• Physical therapy: Physical therapy can help to improve the range of motion, flexibility, and strength in the affected hip. It can also help to reduce pain and improve the child’s ability to walk.
• Bracing: A brace can be used to limit the range of motion in the affected hip and prevent further damage.
• Medication: Non-steroidal anti-inflammatory drugs (NSAIDs) can be used to reduce pain and inflammation.
• Activity modification: Limiting activities that involve running, jumping, or other high-impact activities can help to reduce pain and prevent further damage to the hip joint.
• Weight loss: For children who are overweight, weight loss can help to reduce the strain on the hip joint and alleviate symptoms.
Surgical Treatment Options
If the non-surgical treatments are not effective, surgery may be recommended. The most common surgical procedures for Legg-Calve-Perthes Disease include:
• Osteotomy: In this procedure, the damaged portion of the hip joint is removed and the remaining healthy bone is reattached. This can help to improve the range of motion and reduce pain.
• Arthroplasty: In this procedure, the damaged portion of the hip joint is replaced with an artificial joint.
• Femoral osteotomy: In this procedure, the damaged portion of the femur (thigh bone) is removed and the remaining healthy bone is reattached. This can help to improve the range of motion and reduce pain.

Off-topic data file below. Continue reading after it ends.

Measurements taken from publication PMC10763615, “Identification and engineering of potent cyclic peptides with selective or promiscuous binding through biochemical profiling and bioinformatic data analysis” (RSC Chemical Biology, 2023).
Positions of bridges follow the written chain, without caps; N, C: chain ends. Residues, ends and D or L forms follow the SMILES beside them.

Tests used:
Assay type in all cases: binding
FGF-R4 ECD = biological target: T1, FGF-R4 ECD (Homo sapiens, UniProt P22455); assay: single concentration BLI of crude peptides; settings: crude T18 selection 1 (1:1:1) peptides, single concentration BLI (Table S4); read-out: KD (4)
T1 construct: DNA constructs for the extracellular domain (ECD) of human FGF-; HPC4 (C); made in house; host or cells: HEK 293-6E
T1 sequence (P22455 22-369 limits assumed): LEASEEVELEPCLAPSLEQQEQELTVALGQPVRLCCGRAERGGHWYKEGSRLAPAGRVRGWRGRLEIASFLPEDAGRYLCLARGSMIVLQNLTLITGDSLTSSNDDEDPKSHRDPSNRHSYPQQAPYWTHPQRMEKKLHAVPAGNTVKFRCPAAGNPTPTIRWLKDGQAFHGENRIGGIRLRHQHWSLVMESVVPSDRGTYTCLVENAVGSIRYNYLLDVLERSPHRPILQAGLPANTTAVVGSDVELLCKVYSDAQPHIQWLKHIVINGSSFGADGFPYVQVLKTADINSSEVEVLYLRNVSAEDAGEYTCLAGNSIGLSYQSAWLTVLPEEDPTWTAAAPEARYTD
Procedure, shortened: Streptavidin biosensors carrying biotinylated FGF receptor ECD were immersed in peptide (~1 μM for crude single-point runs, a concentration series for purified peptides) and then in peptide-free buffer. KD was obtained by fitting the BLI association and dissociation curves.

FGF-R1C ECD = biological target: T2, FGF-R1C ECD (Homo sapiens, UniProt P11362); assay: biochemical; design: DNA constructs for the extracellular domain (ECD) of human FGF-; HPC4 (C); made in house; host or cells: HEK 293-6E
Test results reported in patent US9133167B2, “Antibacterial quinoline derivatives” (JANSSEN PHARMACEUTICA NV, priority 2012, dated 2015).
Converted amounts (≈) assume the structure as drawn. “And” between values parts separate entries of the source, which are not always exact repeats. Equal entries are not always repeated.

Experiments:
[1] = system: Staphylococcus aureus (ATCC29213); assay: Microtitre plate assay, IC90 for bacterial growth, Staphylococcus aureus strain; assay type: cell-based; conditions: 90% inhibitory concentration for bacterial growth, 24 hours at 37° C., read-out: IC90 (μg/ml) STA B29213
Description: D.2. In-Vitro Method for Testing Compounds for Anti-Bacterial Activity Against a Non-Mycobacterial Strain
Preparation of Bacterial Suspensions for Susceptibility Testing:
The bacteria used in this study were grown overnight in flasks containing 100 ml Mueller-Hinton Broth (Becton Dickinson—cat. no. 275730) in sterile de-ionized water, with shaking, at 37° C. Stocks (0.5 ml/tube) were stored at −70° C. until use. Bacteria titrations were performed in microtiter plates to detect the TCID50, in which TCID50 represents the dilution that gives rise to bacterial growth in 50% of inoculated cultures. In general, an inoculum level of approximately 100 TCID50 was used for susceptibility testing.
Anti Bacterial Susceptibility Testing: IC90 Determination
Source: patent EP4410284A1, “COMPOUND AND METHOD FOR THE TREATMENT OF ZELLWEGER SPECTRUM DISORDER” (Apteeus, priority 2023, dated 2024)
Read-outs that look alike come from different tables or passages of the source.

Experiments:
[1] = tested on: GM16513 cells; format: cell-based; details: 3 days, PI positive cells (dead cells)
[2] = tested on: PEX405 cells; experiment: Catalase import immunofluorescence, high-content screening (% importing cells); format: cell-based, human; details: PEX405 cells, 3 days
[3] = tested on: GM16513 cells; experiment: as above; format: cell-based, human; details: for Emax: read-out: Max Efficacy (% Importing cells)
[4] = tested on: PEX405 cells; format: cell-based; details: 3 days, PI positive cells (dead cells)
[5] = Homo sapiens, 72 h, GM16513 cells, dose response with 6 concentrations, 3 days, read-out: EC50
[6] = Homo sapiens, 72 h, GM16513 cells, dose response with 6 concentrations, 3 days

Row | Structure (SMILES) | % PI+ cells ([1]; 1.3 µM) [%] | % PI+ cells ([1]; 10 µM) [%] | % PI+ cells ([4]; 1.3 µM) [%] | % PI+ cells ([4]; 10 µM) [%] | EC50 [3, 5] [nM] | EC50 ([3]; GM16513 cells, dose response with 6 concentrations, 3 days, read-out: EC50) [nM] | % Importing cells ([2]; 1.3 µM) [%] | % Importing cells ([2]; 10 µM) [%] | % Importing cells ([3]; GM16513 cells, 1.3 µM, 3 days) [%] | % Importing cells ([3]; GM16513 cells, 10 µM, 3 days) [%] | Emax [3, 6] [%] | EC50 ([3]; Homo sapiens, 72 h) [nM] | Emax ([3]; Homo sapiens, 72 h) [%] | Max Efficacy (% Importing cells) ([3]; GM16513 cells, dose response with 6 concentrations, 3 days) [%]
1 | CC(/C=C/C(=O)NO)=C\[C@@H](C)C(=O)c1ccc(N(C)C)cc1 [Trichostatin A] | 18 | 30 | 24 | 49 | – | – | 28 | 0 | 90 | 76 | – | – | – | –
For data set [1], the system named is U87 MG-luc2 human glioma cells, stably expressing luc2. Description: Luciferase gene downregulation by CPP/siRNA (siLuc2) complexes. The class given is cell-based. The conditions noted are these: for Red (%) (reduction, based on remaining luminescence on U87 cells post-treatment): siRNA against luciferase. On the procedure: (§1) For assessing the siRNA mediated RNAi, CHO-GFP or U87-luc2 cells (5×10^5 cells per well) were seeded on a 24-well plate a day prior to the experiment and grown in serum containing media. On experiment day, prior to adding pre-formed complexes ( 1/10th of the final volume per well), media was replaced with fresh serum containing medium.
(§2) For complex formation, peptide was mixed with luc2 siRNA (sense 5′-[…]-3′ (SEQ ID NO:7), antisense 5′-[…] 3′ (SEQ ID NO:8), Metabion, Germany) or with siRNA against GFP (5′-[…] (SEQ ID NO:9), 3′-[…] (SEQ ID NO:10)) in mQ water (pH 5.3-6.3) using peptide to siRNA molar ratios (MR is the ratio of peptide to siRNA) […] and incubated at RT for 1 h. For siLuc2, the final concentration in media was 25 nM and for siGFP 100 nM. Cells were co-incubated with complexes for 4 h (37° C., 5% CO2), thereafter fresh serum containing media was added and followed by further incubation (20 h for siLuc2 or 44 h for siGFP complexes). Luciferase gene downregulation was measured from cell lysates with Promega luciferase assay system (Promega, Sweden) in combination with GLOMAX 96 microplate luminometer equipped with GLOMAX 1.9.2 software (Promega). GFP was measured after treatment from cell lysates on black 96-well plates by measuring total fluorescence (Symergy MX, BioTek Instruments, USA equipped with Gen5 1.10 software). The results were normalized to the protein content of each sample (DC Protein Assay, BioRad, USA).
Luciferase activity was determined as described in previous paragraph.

Prognosis and Complications
The prognosis for Legg-Calve-Perthes Disease is generally good. Most children who are treated for the condition will have no long-term complications. However, some children may experience pain and stiffness in the affected hip joint, as well as difficulty walking.
Complications of Legg-Calve-Perthes Disease can include:
• Hip joint deformity
• Avascular necrosis
• Bone deformity
• Muscle weakness
• Joint stiffness
• Decreased range of motion
• Difficulty walking
It is important to talk to your doctor about the potential risks and complications of Legg-Calve-Perthes Disease before beginning any treatment plan.
Tips for Coping with Legg-Calve-Perthes Disease
Living with Legg-Calve-Perthes Disease can be challenging for both the child and the family. Here are some tips for coping with the condition:
• Stay informed: Talk to your child’s doctor about the condition and the treatment options.
• Follow the doctor’s instructions: Make sure to follow your child’s doctor’s instructions for medication, physical therapy, and activity modification.
• Stay active: Encourage your child to stay active, within the limits of the doctor’s instructions.
• Find support: Find a support group or online community for families dealing with Legg-Calve-Perthes Disease.
• Get help: If your child is having difficulty coping with the condition, talk to a mental health professional.
Legg-Calve-Perthes Disease is a childhood hip disorder that affects children between the ages of 4 and 8. It is caused by a disruption in the blood supply to the hip joint, which can lead to the destruction of the joint’s cartilage and bone. The symptoms of the condition include pain in the hip, groin, or thigh, limping, and decreased range of motion in the hip. Treatment options can include both non-surgical and surgical options, and the prognosis for the condition is generally good. With the right treatment plan, most children with Legg-Calve-Perthes Disease can lead active and healthy lives.
Legg-Calve-Perthes disease – Symptoms and causes – Mayo Clinic
Perthes Disease (Legg-Calve-Perthes Disease) | Johns Hopkins Medicine